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Vampire Forensics: Uncovering the Origins of an Enduring Legendby Mark Collins Jenkins
Synopses & Reviews
Mark Jenkins's engrossing history draws on the latest science, anthropological and archaeological research to explore the origins of vampire stories, providing gripping historic and folkloric context forthe concept of immortal beings who defy death by feeding on the lifeblood of others. From the earliest whispers of eternal evil in ancient Mesopotamia, Greece, and Rome, vampire tales flourished through the centuries andaround the globe, fueled by superstition, sexual mystery, fear of disease and death, and the nagging anxiety that demons lurk everywhere.
In Vampire Forensics, Mark Jenkins probesvampire legend to tease out the historical truths enshrined in the tales of terror: sherds of Persian pottery depicting blood-sucking demons; the amazing recent discovery by National Geographic archaeologist Matteo Borriniof a 16th-century Venetian grave of a plague victim and suspected vampire; and the Transylvanian castle of Vlad the Impaler, whose bloodthirsty cruelty remains unsurpassed.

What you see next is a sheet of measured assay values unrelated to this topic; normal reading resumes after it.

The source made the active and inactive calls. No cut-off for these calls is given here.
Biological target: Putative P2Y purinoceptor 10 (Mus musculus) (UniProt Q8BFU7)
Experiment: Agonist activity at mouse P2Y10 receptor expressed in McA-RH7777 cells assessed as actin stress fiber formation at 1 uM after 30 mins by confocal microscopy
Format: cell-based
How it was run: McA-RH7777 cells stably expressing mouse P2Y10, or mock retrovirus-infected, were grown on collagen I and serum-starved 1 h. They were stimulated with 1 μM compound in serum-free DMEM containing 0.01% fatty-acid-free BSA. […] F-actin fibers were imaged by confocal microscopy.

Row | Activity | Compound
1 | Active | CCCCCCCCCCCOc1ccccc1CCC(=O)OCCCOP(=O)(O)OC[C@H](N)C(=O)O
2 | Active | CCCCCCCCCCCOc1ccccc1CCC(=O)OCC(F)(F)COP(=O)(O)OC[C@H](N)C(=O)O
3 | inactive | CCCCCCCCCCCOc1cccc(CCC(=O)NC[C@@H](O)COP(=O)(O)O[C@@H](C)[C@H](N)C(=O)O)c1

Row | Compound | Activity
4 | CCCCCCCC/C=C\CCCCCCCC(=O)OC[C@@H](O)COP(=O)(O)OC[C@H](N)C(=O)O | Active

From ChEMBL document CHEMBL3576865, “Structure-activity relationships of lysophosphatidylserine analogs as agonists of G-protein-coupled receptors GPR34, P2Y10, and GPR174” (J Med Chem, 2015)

Jenkinsnavigates centuries of lore and legend, adding new chapters to the chronicle and weaving an irresistibly seductive blend of superstition, psychology, and science sure to engross everyone from Anne Rice'scountless readers to serious students of archaeology and mythology.
Your brain tells you it doesn't really exist. You know it's just a myth. Yet as it bends over you...the shiver down your spine still lingers after you wake with a start.
About the Author
Mark Jenkins is chief historian of the National Geographic Society’s archives and co-author of High Adventure, an illustrated history of the Society.
Table of Contents
The very best story of diablerie — The master is at hand — Drear mansions — The vampire epidemics — Corpi morti — Terra damnata — Fang of lightning — Tales of worldwide devilry.
What Our Readers Are Saying
History and Social Science » Crime » Forensics and Evidence